There are 36,000 EU residents living in the London borough of Westminster, and my postbag has also been flooded with correspondence on this. Does my right hon. Friend agree that it is hard to overstate how disappointed and worried many of these people are at the message that is being sent out and the lack of clarity? I hope he can reassure one constituent who wrote to me this week to say that she has lived in her “beloved London” for 14 years, educated herself, paid for herself, always worked, paid her taxes, supported local charities, and been involved with her community. She says:
“I am probably not the…immigrant everyone fears, but it doesn’t change the fact that I am an immigrant and I worry for my future.”
I find it terrible that that is how people in Britain in 2016 are thinking and feeling today as we have this debate. We should do something today to give my hon. Friend’s constituent some comfort and to send the message that she is indeed valued here.
I would like to put on record what I think has been said already—that countless times the Vote Leave campaign gave exactly this reassurance to everybody from EU countries living and working here, and it is very, very disappointing that that should be called into question. I think it is absolutely right to issue the strongest possible reassurance to EU nationals in this country, not just for moral or humanitarian reasons, but for very, very sound economic reasons as well. They are welcome, they are necessary, they are a vital part of our society, and I will passionately support this motion tonight.
I am pleased to hear it. Let us not rerun the arguments of the referendum campaign today, despite the fact that it has given rise to the situation that we are now in. To be fair to the hon. Gentleman, he and others did not argue that people should be sent back. The leave campaign held the very clear position during the referendum that there should be no question of EU nationals having to return.
My worry is this: why have the Government—the hon. Gentleman’s Front Benchers—muddied the waters in the aftermath of the referendum? Why are they not providing a basic reassurance to millions of people living here? I say that because it was entirely predictable that this question would arise following a potential Brexit vote. The answer on why they cannot give a straight answer can be found in last week’s Civil Service World, which said:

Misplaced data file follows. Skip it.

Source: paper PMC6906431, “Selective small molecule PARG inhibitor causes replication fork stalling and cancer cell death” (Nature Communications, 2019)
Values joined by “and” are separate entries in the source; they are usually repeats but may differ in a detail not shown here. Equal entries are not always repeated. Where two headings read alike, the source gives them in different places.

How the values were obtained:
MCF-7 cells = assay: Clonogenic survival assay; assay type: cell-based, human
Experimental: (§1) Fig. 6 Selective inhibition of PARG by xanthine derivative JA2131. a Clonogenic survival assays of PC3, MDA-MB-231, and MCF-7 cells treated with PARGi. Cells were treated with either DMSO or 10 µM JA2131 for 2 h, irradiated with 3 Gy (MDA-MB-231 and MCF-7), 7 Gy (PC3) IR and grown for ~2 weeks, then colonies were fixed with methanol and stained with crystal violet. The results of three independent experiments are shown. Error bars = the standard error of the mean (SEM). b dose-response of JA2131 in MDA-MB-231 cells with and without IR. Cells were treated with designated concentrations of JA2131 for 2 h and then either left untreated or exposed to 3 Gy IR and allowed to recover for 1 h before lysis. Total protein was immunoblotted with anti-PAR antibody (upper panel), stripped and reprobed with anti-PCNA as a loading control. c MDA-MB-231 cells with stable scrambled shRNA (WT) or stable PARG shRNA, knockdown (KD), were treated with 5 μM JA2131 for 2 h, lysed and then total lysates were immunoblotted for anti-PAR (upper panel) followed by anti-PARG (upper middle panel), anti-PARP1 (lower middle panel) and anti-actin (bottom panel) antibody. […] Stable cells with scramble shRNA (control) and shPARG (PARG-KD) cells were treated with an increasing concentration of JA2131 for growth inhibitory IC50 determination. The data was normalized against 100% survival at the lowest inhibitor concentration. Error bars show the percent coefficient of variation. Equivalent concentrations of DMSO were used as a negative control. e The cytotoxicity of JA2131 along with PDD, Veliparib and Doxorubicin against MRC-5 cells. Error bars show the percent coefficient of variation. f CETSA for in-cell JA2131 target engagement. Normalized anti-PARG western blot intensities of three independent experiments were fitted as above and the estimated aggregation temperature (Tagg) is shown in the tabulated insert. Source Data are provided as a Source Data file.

“Downing Street on Monday reiterated that the civil service had not done separate contingency work for the wider process of withdrawal—something the new team will now lead on.”
I have a simple question for the Minister: why on earth did the Government not do any contingency planning so that they were in a position to give a straight answer to the people who are now worried about their status? Yesterday, the Chancellor of the Duchy of Lancaster, who is leading this work, told the Foreign Affairs Committee that the unit set up to deal with Brexit is still only looking at “options” for the next Prime Minister to consider. That is not good enough. May I remind Conservative Members that there is still a country to be run here? This will only add to the feeling that they have abdicated their responsibility to lead the country following the referendum and have plunged us into chaos.
Does my right hon. Friend agree that this level of incompetence is frightening, and that it is causing genuine distress among our constituents, and also in areas such as construction, where 49% of construction workers building new homes are European? This could lead to real dangers for the economy and industry as well.
My hon. Friend puts her point very well.